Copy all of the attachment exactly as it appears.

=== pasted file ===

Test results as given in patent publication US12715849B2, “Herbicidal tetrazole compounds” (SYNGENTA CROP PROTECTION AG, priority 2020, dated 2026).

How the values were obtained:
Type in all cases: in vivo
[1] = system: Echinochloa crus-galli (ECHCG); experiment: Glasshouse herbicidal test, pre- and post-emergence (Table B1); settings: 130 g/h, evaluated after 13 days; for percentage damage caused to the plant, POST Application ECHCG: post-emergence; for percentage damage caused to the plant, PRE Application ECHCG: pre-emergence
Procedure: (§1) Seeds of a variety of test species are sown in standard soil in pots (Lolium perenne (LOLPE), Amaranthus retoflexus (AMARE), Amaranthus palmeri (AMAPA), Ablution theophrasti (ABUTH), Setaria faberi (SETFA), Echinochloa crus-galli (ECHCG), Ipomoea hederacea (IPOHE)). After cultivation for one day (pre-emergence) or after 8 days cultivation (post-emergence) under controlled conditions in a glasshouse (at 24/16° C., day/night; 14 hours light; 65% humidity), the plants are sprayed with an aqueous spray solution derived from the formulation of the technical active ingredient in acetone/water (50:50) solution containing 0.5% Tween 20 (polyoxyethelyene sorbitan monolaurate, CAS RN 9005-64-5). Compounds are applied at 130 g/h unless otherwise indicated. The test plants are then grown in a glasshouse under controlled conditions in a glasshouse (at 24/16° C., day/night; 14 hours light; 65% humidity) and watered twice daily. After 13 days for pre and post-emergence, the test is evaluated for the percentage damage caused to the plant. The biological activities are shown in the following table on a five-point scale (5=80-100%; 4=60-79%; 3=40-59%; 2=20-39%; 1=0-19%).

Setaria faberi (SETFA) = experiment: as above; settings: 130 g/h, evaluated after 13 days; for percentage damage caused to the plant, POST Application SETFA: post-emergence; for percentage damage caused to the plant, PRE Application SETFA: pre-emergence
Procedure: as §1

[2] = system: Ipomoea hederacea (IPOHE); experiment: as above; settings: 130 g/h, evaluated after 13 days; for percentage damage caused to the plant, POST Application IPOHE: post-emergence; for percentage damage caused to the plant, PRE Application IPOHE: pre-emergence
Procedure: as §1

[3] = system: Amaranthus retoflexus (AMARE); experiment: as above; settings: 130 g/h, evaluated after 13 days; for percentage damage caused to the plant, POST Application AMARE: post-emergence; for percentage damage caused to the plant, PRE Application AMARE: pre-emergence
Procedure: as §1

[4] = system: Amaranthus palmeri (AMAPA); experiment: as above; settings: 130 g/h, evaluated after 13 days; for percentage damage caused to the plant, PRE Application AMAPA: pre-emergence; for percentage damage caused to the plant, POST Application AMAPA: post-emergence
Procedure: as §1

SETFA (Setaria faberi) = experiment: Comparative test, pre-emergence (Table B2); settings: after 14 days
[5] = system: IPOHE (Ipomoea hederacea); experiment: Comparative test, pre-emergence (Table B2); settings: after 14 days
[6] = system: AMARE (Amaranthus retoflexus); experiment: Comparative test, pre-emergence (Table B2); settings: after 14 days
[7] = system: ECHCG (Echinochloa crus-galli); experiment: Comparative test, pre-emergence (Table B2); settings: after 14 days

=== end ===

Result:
Test results as given in patent publication US12715849B2, “Herbicidal tetrazole compounds” (SYNGENTA CROP PROTECTION AG, priority 2020, dated 2026).

How the values were obtained:
Type in all cases: in vivo
[1] = system: Echinochloa crus-galli (ECHCG); experiment: Glasshouse herbicidal test, pre- and post-emergence (Table B1); settings: 130 g/h, evaluated after 13 days; for percentage damage caused to the plant, POST Application ECHCG: post-emergence; for percentage damage caused to the plant, PRE Application ECHCG: pre-emergence
Procedure: (§1) Seeds of a variety of test species are sown in standard soil in pots (Lolium perenne (LOLPE), Amaranthus retoflexus (AMARE), Amaranthus palmeri (AMAPA), Ablution theophrasti (ABUTH), Setaria faberi (SETFA), Echinochloa crus-galli (ECHCG), Ipomoea hederacea (IPOHE)). After cultivation for one day (pre-emergence) or after 8 days cultivation (post-emergence) under controlled conditions in a glasshouse (at 24/16° C., day/night; 14 hours light; 65% humidity), the plants are sprayed with an aqueous spray solution derived from the formulation of the technical active ingredient in acetone/water (50:50) solution containing 0.5% Tween 20 (polyoxyethelyene sorbitan monolaurate, CAS RN 9005-64-5). Compounds are applied at 130 g/h unless otherwise indicated. The test plants are then grown in a glasshouse under controlled conditions in a glasshouse (at 24/16° C., day/night; 14 hours light; 65% humidity) and watered twice daily. After 13 days for pre and post-emergence, the test is evaluated for the percentage damage caused to the plant. The biological activities are shown in the following table on a five-point scale (5=80-100%; 4=60-79%; 3=40-59%; 2=20-39%; 1=0-19%).

Setaria faberi (SETFA) = experiment: as above; settings: 130 g/h, evaluated after 13 days; for percentage damage caused to the plant, POST Application SETFA: post-emergence; for percentage damage caused to the plant, PRE Application SETFA: pre-emergence
Procedure: as §1

[2] = system: Ipomoea hederacea (IPOHE); experiment: as above; settings: 130 g/h, evaluated after 13 days; for percentage damage caused to the plant, POST Application IPOHE: post-emergence; for percentage damage caused to the plant, PRE Application IPOHE: pre-emergence
Procedure: as §1

[3] = system: Amaranthus retoflexus (AMARE); experiment: as above; settings: 130 g/h, evaluated after 13 days; for percentage damage caused to the plant, POST Application AMARE: post-emergence; for percentage damage caused to the plant, PRE Application AMARE: pre-emergence
Procedure: as §1

[4] = system: Amaranthus palmeri (AMAPA); experiment: as above; settings: 130 g/h, evaluated after 13 days; for percentage damage caused to the plant, PRE Application AMAPA: pre-emergence; for percentage damage caused to the plant, POST Application AMAPA: post-emergence
Procedure: as §1

SETFA (Setaria faberi) = experiment: Comparative test, pre-emergence (Table B2); settings: after 14 days
[5] = system: IPOHE (Ipomoea hederacea); experiment: Comparative test, pre-emergence (Table B2); settings: after 14 days
[6] = system: AMARE (Amaranthus retoflexus); experiment: Comparative test, pre-emergence (Table B2); settings: after 14 days
[7] = system: ECHCG (Echinochloa crus-galli); experiment: Comparative test, pre-emergence (Table B2); settings: after 14 days